Humor doesn't diminish impact of AIDS theme in 'Lonely Planet' - disease's impact on characters explored
The experience of ProjectSEE Theatre's debut production begins with visual art well before the show starts.
The space in the Downtown Arts Center's black-box theater is designed so patrons on their way to their seats must filter through an art exhibit of six doors, each painted by area artists to commemorate the life of a local resident who died of AIDS, the theme of Steven Dietz's play, Lonely Planet.
Spending some time reading the artists' statements, looking at the doors, and letting it sink in that each one represents someone you might have known is sobering preparation for the play. An impassioned and educational curtain speech by a representative ofAIDS Volunteers Inc., one of the show's primary sponsors, sharpens the focus of the evening's theme even more crisply.
By the time actors Timothy Hull and Nick Vannoy take to the boards, the audience is primed for an AIDS-themed play, bracing for the emotionally gut-wrenching truths and political soap-boxing that are sure to come.
But that is not what happens. Instead, we get Dietz's subtle, poetic, funny and bittersweet exploration of friendship, with the threat of AIDS - the word is never spoken - stealthily circling the perimeter as a kind of offstage entity.
Elegant yet playful direction and stirring performances make for a tenderly wrought yet potent evening of theater.
Director Evan Bergman deftly marshals Hull and Vannoy in exploring the organic, palpable, humorous and, at times, even mysterious chemistry between friends Jody and Carl, two gay men who weather the vast loss of friends to the first large wave of AIDS cases in the early 1980s.
Jody deals with the exponential by withdrawing, never leaving his map store. Carl responds by obsessively collecting chairs that belonged to those who died and letting them pile up in Jody's shop. The empty seats are a haunting and silent reminder of AIDS' encroachment into their lives.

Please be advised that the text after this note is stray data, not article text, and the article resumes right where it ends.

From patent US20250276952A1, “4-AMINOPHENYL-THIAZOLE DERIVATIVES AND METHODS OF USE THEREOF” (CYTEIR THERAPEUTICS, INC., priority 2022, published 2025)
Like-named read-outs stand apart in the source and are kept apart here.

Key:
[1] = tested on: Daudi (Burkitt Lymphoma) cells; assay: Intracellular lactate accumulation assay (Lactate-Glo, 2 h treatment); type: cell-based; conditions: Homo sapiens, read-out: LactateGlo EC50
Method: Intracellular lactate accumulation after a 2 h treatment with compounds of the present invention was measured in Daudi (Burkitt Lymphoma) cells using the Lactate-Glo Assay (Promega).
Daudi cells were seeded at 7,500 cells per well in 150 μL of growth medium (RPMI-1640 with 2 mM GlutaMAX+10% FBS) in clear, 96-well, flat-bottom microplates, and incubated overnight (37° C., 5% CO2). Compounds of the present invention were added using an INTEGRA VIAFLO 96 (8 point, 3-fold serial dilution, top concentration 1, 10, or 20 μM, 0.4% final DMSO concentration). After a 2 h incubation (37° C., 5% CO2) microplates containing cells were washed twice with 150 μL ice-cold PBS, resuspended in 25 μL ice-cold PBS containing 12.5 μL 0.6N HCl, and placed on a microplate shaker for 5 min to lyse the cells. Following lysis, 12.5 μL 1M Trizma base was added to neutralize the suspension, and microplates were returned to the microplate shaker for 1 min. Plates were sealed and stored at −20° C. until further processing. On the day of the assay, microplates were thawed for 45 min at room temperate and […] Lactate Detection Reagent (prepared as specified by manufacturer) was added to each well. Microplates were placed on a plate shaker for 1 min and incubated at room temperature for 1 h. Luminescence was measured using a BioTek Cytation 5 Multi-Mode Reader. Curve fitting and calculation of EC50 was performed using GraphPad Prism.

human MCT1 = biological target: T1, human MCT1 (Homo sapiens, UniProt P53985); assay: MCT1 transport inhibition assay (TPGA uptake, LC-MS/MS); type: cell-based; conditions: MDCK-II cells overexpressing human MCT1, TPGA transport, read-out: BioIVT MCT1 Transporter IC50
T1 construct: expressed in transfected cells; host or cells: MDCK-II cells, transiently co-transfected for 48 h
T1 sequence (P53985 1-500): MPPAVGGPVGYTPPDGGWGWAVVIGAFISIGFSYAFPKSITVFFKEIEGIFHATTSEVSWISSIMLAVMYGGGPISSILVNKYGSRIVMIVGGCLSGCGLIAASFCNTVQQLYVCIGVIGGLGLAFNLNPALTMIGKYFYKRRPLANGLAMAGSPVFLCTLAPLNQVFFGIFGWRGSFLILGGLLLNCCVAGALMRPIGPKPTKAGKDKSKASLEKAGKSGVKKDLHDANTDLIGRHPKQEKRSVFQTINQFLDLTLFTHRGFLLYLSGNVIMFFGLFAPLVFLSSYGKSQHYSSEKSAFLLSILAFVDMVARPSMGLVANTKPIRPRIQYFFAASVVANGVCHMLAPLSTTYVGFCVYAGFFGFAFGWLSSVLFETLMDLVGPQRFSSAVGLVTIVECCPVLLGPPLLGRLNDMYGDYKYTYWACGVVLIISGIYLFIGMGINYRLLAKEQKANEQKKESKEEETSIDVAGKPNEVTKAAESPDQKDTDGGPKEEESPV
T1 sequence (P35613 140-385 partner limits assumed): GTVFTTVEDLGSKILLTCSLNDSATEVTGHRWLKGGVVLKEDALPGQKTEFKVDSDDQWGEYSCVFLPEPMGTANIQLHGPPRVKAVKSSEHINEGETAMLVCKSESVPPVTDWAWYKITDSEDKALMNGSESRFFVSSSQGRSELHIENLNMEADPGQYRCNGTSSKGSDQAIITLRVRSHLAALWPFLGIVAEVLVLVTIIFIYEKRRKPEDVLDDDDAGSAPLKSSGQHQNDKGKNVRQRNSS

Bergman particularly excels at drawing the audience into the private sphere of the men's friendship by allowing the pacing of their performances to unfold organically. A long, complexly choreographed faux combat scene in which the two buddies use rolled-up maps as pretend swords and play out a fake battle does little to advance an anti-AIDS agenda, but much toward establishing the delightfully silly, ordinary magic of the pair's friendship.
As the play continues, and more empty chairs fill Jody's map shop, the organic exchanges become heavier, full of pregnant silences that Bergman and the cast allow to strain the audience's comfort levels without dragging the show's momentum.
Both Hull and Vannoy deliver smart, engrossing performances, made more enjoyable by their shared sense of timing and ability to swiftly turn from serious to silly, angry to empathetic, harsh to tender and back again with unpredictable but natural cadence. Hull's anguish as Jody is internal but obvious, while Vannoy's Carl masks his pain with fantastical lies and humor.
By the time the lights fade to black in the show's stirring, final scene, we have been swept away by the aching beauty of friendship, one both threatened and spurred on by the unspoken disease that eventually will claim one of them.
Candace Chaney is a Lexington-based writer and critic.